From Michelin stars to hearty country, my visit to the Kanagawa, Yamanashi and Shizuoka prefectures of Japan was a whirlwind of culinary experiences.
From unusual dishes to peaches from a local farmer’s stand, come along on this foray into the art and flavors of food in Japan, Instagram style.
If you believe that breakfast is the most important meal of the day, then you’ll appreciate all the little bowls of bits and bites offered at many hotels. Many hotels also serve buffets.
There’s nothing like the comfort of a big bowl of Udon soup. Udon had its start here it the Mt. Fuji area; it was the hearty meal that fueled visitors making the pilgrimage up the mountain.
Another popular option is the Fujinomiya Fried Noodle Lunch Boxes. This is a huge plate of yakisoba noodles that moments ago were being prepared for you.
If you don’t want a big lunch meal, or perhaps just want to grab a snack on the run, you can pick up a large, luscious peach. Called Momo, these peaches are much larger than what you might find at your supermarket at home and have a soft white flesh. You can pick one up from a fruit stand or greengrocer. Sweet and delicious.
Even the simplest appetizer is artfully prepared and presented. This is a tip we can implement at home, creating pleasant plating arrangements just seems to make the food taste better.
Bits and bites never looked or tasted so good.
My first meal after arriving in Japan started off with this delicious appetizer.
Sukiyaki is a traditional Japanese dish, made and served in a hot pot with a mixture of soy sauce, sugar, and mirin. The thin slices of beef are slowly simmered in the broth along with vegetables, tofu, noodles, and other ingredients, and you remove them from the pot when you’re ready to eat. The meal is served with a pickles and a variety of other little tidbits on the side.
Meals are often cooked tableside, oftentimes with a personal grill for patrons to cook their own (on the left in above photo).
Eel is a popular dish in the Mt. Fuji area, no surprise given the pristine waters beneath the mountain and spreading out into the surrounding areas. There are restaurants that specialize in this dish.
Watermelon is a popular dessert and was served at the end of several meals. Sweet and refreshing, it provided a nice to finish to the flavors of Japanese food.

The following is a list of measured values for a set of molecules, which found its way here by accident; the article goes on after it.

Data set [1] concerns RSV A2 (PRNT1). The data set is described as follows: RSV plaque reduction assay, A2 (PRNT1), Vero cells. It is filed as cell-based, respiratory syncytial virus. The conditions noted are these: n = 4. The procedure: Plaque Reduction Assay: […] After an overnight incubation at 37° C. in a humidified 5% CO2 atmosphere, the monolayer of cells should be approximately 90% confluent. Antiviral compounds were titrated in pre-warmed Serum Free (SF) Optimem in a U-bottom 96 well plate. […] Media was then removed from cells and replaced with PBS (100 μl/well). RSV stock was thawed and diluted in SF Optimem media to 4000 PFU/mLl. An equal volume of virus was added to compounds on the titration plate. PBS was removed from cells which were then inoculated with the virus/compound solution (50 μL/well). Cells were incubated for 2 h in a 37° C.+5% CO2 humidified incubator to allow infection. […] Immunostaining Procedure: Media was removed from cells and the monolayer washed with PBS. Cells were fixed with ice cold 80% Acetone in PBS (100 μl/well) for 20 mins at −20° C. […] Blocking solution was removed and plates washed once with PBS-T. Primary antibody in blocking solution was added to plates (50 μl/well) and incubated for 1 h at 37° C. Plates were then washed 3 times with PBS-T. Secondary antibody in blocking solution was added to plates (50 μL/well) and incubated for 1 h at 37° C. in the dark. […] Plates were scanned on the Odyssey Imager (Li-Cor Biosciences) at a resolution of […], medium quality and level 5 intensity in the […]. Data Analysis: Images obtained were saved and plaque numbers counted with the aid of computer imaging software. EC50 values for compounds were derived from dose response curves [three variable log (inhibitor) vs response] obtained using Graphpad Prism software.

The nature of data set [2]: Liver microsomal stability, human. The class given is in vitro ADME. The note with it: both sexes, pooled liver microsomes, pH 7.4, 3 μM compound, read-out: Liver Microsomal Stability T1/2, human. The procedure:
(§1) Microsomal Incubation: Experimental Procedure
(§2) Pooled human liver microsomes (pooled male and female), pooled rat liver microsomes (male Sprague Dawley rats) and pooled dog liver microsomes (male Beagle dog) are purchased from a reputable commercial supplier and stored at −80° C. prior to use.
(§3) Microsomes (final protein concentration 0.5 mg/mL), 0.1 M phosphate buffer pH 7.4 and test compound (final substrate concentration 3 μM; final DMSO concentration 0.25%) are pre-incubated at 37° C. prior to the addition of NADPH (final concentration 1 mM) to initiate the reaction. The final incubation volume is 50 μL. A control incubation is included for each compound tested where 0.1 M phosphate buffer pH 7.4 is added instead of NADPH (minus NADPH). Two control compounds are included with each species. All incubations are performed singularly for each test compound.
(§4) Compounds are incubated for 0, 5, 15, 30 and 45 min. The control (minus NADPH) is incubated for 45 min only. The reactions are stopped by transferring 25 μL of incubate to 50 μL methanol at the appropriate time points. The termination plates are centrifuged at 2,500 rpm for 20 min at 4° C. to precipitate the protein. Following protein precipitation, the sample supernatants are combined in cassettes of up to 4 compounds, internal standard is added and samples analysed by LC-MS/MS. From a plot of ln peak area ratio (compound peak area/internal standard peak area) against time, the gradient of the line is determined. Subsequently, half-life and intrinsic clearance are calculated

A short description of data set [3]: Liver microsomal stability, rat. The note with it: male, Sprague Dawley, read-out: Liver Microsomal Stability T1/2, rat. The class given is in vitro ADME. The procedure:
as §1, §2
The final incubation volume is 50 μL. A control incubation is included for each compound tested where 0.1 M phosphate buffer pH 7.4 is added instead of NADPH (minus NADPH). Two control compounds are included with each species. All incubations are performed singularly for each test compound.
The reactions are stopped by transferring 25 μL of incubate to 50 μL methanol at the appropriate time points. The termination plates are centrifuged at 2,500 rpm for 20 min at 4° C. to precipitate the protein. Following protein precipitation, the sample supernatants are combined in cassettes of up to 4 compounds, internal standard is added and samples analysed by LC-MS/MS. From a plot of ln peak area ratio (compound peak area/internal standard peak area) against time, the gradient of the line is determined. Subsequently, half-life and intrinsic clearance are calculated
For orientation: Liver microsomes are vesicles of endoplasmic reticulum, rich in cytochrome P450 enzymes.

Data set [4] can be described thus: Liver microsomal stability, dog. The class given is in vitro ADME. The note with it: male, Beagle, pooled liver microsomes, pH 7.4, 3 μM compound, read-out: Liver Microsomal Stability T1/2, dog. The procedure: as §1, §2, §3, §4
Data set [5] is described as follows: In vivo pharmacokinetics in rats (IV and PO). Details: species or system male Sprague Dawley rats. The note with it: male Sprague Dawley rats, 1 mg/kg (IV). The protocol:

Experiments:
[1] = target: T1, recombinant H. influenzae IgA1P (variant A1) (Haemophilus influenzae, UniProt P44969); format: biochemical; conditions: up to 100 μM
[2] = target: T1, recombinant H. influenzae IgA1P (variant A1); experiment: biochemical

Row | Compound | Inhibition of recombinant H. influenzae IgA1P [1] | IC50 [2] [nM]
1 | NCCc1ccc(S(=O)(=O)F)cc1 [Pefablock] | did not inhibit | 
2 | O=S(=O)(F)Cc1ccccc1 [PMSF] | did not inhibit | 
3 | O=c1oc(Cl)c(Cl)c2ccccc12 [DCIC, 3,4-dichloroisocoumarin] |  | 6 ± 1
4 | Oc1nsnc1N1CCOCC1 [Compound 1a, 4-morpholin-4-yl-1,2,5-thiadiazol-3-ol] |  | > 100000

Sake is an oft served beverage, and it often starts in barrels like these.
You can find it on the shelves at a variety of price points.
And sometimes it comes in unexpected flavors, like this yogurt flavored sake.
And don’t forget beer. The craft beer scene is growing with regional selections increasing in popularity.
Worth a Try
While half of the fun of culinary exploration is wandering about and finding your own personal favorites, here are a few ideas for your consideration.
- Araiya – Upscale sukiyaki in Yokohama.
- Hachinoki – A Michelin starred vegan restaurant in Kamakura for lunch.
- Shirasu Udon – For the famous – and genuine – Udon noodle soup (in Fujiyoshida).
- Ide Sake Brewery – Take a tour and then find a favorite in the tasting room. The sake earns its reputation from using the fresh spring water beneath Mt. Fuji.
- Japanese barbecue – Put put the meat (fish, shrimp, beef, pork, duck, scallops) and vegetables on skewers, baste with a little sauce, and cook to your preferred doneness.
- Fujinomiya Fried Noodles – Walk around and find a place, you can’t go wrong with a filling plate of yakisoba noodles.
- Fuji Takasago Sake Brewery – A nice selection of sake and plum wine in their tasting room.
- Suminobo – Mishima eel, grill yourself, tableside.
Photo credit: All from personal Instagram collection of Mary Jo Manzanares
Disclosure Notice: My trip to Japan was a part of “The Visit Japan Project,” a part of the country’s efforts to promote International tourism and visitors to the Kanagawa, Yamanashi and Shizuoka prefectures. Arrangements for the trip were handled by JTB and their partners. While my expenses were covered, my participation in this trip was with the understanding that I was free to create the editorial content of my choosing, specifically that which I most enjoyed and would be of most interest to you, my readers.
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Mary Jo Manzanares is a founder and the editor-in-chief of The Traveler’s Way, an online travel magazine proving informational and inspirational travel recommendations for curious Baby Boomer travelers. She has been a speaker at various industry events and has a personal travel blog at Traveling with MJ. When she’s not traveling, Mary Jo likes lingering over a cup of coffee, wandering in a museum, sipping wine at a cafe, and sharing it all with friends and readers. Mary Jo’s top travel destinations are Italy, Portugal, and the Caribbean.